Guide to Experiential Marketing for 2021
What Is Experiential Marketing?
We often think of experiential marketing (XM) as fully immersive face-to-face brand experiences that occur in public spaces. Things like flashy festival and event activations, branded public stunts, and in-store shopper marketing initiatives like sampling. And though these are indeed examples of experiential marketing, the true scope of XM is much broader.
XM is actually an entire marketing channel (on and offline) that exists outside of traditional media channels, and focuses on immersing consumers in a branded experience. Its activations should generate awareness, engage consumers, and help build brand loyalty. The best experiential marketing activations deliver story-worthy experiences that will evoke an emotional response that will stick with consumers, be shared by consumers, and entice other consumers to engage with your brand. For the experiences to be story-worthy and emotionally evocative, however, they must respond to consumer needs, not to brand objectives.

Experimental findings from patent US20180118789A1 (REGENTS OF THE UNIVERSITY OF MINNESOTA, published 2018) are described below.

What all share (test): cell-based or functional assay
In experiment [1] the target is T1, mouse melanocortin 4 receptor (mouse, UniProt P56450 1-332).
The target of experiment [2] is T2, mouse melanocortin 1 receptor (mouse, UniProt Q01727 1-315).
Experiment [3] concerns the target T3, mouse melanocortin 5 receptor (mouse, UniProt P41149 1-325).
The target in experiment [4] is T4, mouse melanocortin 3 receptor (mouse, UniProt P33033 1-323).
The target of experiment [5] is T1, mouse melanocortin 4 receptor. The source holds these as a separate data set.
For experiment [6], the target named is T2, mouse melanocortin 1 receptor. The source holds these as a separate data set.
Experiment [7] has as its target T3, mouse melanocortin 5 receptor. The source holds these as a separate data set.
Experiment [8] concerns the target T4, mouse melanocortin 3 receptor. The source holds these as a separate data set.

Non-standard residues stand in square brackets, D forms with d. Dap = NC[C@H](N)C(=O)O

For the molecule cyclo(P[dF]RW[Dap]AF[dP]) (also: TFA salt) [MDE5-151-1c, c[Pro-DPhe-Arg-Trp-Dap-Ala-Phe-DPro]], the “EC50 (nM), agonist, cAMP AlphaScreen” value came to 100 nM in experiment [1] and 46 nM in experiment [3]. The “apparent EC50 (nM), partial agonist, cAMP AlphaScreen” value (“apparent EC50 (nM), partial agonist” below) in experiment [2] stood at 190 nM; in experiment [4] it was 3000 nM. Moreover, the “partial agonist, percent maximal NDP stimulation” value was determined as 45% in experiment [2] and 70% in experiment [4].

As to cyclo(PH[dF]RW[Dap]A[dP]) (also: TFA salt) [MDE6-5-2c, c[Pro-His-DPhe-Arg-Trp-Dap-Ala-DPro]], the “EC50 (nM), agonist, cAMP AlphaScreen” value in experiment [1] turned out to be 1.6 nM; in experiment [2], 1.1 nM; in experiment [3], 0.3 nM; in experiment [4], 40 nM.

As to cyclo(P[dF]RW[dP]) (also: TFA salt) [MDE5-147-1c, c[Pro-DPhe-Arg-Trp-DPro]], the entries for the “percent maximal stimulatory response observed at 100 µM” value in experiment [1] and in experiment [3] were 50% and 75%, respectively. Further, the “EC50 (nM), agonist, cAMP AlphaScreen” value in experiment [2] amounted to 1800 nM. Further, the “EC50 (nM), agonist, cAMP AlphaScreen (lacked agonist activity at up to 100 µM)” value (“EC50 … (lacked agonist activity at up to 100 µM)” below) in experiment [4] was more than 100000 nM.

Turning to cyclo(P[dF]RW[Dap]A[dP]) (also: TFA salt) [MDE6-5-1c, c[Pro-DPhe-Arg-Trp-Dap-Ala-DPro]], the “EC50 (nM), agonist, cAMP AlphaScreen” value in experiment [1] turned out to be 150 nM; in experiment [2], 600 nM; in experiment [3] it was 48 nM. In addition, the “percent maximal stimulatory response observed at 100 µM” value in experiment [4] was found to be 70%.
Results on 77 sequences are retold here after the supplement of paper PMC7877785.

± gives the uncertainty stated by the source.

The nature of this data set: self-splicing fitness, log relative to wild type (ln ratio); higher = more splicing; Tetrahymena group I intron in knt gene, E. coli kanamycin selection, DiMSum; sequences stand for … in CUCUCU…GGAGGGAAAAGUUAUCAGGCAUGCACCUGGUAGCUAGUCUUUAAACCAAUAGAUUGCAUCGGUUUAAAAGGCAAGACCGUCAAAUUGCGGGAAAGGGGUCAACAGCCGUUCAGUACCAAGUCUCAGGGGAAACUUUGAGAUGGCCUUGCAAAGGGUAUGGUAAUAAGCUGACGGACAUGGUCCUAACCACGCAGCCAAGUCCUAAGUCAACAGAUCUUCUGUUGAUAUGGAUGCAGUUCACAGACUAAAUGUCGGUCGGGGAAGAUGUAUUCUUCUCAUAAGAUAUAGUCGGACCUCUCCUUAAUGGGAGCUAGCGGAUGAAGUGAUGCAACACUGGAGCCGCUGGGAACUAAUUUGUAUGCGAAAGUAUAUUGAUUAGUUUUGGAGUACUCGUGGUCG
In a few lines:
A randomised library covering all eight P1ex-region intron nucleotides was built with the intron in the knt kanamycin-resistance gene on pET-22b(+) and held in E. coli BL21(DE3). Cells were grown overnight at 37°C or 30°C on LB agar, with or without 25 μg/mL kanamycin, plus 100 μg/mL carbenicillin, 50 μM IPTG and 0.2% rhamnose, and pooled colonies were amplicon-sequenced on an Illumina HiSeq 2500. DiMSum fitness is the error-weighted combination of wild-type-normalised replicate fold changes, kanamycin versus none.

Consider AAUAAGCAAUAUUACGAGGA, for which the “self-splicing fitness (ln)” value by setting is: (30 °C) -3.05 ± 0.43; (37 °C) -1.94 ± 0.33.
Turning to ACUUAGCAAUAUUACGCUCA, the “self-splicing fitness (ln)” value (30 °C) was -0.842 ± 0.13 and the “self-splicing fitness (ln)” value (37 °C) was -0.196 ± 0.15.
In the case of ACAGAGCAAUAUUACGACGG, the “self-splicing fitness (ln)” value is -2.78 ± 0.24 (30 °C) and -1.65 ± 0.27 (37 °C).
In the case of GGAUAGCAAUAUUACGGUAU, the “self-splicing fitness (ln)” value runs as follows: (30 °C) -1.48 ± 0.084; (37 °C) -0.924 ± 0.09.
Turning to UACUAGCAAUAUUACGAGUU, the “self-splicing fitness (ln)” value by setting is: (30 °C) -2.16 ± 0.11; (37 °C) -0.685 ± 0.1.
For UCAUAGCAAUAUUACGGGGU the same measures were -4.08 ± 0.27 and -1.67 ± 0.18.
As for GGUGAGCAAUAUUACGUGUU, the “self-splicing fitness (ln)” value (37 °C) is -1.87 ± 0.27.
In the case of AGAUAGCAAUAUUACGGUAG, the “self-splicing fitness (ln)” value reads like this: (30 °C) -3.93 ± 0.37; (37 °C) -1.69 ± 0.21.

How Has Experiential Marketing Changed?
In a world where social distancing and masks dominate the social landscape for the foreseeable future, consumer needs have changed and some of the most common XM activations are simply not feasible in their original form. The festivals, conventions and other major events that brands leverage for the most elaborate (and often most expensive) activations have been postponed; consumers are spending less time in stores, or none at all as they opt for the convenience and added precaution of click-and-collect or delivery; a smooth-talking brand ambassador is now another potentially hazardous point of contact; and in-store sampling is an uncomfortable thought.